concepts in the history and development of
On another thread (which discussed the effects of lactic acid on performance), the poster named “balance” wrote the below (in bold) comments/questions. I answered him on that thread. But since that particular thread was beginning to “fade away”, and balance’s questions were concerning a new topic (interval/repetition training), the poster “Sir Lance-a lot” asked me to start a new thread on this topic of intermittent training. I agreed to meet his challenge. And with his English editing help, I re-wrote my answer to balance, and now begin this new thread with a re-posting of my comments to him here.
Some people refer to the fast running segment as a repetition. I have even seen coaches classify workouts by the durations of the fast runs, where long repeats of about 800m or more are called receptions, and anything under this is called an interval. Anyone else get confused or annoyed by the all the possible misuse of these words? I prefer to refer to interval training in the classical term, where the recovery period is always the interval, and the fast run segment is always the repetition. If everyone adhered to the same terminology I believe it would reduce some confusion. Just thought I'd put these thoughts out there. Discuss if you like.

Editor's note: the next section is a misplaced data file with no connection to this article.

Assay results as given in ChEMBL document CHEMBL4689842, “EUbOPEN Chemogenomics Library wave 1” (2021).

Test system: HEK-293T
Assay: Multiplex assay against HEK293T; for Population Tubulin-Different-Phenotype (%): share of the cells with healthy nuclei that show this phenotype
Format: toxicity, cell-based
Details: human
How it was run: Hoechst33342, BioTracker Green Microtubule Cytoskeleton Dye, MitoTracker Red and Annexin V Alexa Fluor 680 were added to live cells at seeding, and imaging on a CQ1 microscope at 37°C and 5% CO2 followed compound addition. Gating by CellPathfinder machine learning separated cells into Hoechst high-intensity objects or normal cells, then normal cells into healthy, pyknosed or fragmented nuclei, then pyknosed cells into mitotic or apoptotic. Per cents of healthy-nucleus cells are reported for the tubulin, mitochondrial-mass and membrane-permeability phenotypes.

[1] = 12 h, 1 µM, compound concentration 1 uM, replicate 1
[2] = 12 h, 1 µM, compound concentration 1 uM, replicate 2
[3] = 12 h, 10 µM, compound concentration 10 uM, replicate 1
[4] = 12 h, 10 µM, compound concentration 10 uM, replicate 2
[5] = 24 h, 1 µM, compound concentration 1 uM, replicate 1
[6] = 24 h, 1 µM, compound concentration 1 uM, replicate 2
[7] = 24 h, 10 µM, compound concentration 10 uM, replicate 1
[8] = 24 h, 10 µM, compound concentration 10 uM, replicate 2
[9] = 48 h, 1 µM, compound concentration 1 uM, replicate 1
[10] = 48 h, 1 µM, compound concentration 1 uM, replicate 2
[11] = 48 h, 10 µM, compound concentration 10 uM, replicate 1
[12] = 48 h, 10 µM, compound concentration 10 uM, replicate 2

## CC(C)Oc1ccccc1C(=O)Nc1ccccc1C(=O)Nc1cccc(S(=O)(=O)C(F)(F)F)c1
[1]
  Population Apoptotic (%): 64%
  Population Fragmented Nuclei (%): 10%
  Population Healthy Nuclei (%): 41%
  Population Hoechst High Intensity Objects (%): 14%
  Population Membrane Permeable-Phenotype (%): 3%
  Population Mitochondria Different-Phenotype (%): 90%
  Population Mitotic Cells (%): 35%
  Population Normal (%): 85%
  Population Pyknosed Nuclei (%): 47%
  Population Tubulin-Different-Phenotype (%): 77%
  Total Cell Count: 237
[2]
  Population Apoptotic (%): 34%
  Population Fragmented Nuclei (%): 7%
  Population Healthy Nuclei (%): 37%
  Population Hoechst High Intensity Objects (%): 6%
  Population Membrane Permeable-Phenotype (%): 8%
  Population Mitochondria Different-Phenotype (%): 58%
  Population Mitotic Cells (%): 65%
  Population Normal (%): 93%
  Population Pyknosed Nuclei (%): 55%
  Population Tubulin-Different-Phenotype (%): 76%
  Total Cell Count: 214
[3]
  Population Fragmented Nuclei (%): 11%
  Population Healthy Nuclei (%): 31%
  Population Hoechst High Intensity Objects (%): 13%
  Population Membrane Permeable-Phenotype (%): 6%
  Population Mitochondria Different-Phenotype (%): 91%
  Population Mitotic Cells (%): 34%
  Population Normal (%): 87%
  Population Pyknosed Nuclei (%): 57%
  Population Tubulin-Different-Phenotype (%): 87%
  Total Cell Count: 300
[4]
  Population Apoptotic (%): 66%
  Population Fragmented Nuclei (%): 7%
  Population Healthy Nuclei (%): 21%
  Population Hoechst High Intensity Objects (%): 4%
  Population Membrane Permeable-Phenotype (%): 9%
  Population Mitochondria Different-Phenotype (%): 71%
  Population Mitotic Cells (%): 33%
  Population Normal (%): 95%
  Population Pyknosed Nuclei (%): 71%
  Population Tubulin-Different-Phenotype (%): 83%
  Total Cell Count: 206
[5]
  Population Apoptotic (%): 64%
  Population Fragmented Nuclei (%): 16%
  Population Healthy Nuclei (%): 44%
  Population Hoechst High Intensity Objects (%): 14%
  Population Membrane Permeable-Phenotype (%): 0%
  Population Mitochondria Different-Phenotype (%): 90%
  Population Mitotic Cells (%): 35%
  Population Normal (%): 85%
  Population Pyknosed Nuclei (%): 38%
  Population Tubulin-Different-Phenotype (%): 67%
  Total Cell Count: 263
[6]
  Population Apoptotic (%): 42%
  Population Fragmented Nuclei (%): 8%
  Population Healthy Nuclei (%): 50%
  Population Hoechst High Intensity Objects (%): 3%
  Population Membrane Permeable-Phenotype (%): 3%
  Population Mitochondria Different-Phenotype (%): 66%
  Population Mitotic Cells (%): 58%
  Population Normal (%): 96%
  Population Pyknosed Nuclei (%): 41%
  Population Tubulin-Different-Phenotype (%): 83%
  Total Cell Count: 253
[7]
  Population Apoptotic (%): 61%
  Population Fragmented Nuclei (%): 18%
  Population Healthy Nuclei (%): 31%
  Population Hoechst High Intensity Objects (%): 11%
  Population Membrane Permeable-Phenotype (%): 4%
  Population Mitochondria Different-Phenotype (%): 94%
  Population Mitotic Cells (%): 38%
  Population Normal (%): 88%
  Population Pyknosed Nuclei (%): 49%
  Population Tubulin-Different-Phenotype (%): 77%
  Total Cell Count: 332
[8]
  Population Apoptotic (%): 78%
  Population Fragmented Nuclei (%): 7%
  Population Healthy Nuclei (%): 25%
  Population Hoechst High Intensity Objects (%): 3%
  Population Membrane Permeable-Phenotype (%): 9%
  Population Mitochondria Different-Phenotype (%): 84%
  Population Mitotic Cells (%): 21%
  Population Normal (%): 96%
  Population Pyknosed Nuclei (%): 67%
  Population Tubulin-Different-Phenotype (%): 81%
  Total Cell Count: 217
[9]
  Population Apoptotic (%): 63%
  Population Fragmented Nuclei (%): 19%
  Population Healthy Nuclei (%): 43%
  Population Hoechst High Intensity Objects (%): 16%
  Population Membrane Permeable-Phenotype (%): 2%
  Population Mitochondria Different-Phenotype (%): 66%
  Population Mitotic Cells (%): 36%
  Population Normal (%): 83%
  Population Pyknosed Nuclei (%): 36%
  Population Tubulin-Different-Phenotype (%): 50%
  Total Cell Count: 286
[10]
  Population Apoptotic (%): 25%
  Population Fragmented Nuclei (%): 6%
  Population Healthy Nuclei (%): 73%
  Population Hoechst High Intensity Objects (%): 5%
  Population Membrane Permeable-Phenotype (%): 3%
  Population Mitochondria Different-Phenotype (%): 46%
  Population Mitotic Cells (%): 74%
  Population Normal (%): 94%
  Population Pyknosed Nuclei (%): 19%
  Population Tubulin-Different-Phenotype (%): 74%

Well, when the subject of “intermittent training” is discussed, incorrect terminology is often used to describe it. I see the word "interval" indiscriminately used to define many things in training, but rarely do I see it used to define the actual interval training system that the Germans Gresheler and Reindell conceived of.
The Americans - and others - they gave the name “interval training” to every form of training that resembles intermittent training, but that´s not correct. And to prove that to you, most of you have either one of two incorrect conceptions of interval training. Most of you believe that interval training is either:
A) a training method that is mainly concerned with the intensity of the running pace(which could vary) of the repetition portions, but which pays no special attention to the rest/recovery interval portions, or
B) you believe that interval training is a method in which the repetition portions are only to be performed in a nearly all-out intensity, and the recovery-rest interval portions should be quite complete.
I often see the advice that "one should not do 15X400m short intervals because that´s too fast, to do them in 60sec for a 14:10 runner". Of course that´s too fast - that´s more than fast, that´s a wrong pace if you are desiring to use the interval training ideas from the German-Gresheler-Freiburg method.
In my opinion people often uses 3 different names to refer what they think is the same thing, but in fact are actually 3 different training concepts: intermittent training, repetition training and interval training.
The first basic discrimination, is that apart from "continuous" training, you have non-continuous or "intermittent training". Intermittent training is no more than a run workout that contains pause-rest intervals or that contains 2 intensities - fast/slow or run/pause. All interval training is intermittent training, but not all intermittent training is interval training.